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Drinking and Drugs: When Is Enough Too Much?

Carol Golin, MD
[+] Article, Author, and Disclosure Information

From the University of North Carolina at Chapel Hill, Chapel Hill, NC 27599.

Acknowledgment: The author thanks Catherine Grodensky for administrative and editorial assistance.

Potential Financial Conflicts of Interest: None disclosed.

Requests for Single Reprints: Carol Golin, MD, University of North Carolina at Chapel Hill, 725 Airport Road, Campus Box 7590, University of North Carolina at Chapel Hill, Chapel Hill, NC 27599; e-mail, Carol_Golin@med.unc.edu.

Ann Intern Med. 2008;149(11):830-832. doi:10.7326/0003-4819-149-11-200812020-00012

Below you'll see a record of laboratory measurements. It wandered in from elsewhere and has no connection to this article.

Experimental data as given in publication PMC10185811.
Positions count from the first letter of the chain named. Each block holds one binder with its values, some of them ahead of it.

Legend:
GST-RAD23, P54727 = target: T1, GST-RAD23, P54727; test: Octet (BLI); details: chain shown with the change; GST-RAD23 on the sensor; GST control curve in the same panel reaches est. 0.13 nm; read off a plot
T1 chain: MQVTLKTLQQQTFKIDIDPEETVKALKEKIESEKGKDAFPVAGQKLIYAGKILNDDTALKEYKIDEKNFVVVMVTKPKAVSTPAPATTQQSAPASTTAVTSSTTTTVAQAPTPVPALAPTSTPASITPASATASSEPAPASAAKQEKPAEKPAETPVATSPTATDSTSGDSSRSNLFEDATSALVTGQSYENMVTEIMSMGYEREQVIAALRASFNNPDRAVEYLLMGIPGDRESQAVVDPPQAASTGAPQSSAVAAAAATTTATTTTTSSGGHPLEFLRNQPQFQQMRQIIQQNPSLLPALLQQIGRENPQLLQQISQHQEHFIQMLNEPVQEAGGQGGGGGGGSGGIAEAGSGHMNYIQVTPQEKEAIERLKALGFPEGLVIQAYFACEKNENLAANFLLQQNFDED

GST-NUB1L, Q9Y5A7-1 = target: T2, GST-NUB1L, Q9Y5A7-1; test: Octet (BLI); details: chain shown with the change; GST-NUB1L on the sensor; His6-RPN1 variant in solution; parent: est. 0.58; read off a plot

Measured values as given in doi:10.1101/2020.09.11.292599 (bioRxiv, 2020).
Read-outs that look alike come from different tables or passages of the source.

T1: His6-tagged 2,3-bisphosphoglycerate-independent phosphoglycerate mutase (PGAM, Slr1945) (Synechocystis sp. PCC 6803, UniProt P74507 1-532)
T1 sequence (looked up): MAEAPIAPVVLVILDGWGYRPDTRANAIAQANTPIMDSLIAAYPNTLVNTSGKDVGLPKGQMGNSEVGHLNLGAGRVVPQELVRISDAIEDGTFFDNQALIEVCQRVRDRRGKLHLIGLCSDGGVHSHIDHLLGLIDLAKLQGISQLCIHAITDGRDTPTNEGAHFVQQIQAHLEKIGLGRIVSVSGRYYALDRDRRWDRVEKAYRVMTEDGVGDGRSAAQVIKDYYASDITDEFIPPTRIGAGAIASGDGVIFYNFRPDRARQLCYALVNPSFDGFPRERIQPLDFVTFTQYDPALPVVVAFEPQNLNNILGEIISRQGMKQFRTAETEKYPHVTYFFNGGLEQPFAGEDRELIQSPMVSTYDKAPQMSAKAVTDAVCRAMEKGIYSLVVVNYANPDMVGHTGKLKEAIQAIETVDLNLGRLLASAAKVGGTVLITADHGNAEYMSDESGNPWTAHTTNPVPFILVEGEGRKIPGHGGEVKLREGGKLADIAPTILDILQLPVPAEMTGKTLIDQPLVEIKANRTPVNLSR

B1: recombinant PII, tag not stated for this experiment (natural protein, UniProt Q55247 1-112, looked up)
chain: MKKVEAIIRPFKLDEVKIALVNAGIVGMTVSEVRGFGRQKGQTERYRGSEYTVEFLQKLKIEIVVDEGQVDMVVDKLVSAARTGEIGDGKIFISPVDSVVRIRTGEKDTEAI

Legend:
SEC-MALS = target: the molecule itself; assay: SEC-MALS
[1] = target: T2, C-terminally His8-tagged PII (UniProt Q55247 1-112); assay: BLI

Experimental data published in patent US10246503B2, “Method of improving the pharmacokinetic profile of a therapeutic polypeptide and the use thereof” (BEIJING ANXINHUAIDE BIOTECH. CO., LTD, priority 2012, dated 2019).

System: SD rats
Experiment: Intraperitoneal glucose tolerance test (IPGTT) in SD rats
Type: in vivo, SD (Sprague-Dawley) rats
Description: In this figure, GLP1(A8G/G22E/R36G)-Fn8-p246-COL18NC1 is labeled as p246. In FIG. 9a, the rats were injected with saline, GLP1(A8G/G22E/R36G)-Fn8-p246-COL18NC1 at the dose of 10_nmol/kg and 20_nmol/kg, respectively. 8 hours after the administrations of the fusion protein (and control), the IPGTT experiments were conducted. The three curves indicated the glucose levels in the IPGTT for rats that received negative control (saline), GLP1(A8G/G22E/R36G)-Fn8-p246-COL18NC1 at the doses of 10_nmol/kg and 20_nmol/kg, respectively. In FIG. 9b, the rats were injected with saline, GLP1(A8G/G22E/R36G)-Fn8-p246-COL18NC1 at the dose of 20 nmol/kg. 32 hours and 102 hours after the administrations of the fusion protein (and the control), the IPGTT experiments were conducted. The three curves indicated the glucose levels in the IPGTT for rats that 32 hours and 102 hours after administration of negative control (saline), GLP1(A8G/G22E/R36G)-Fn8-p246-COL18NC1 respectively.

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Studies have consistently shown that patients with chronic, often asymptomatic diseases, such as diabetes and hypertension, frequently do not adhere to their medication regimens. One meta-analysis demonstrated that only 40% of chronically ill patients take all of their prescribed doses (1). Not only is poor adherence common in treatment of chronic illness, but several studies have shown that it leads to a broad range of important adverse health outcomes in patients with coronary artery disease, HIV, diabetes, and hypertension (26). Thus, effective interventions to help patients achieve and maintain optimal adherence are crucial to providing high-quality, cost-effective medical care.

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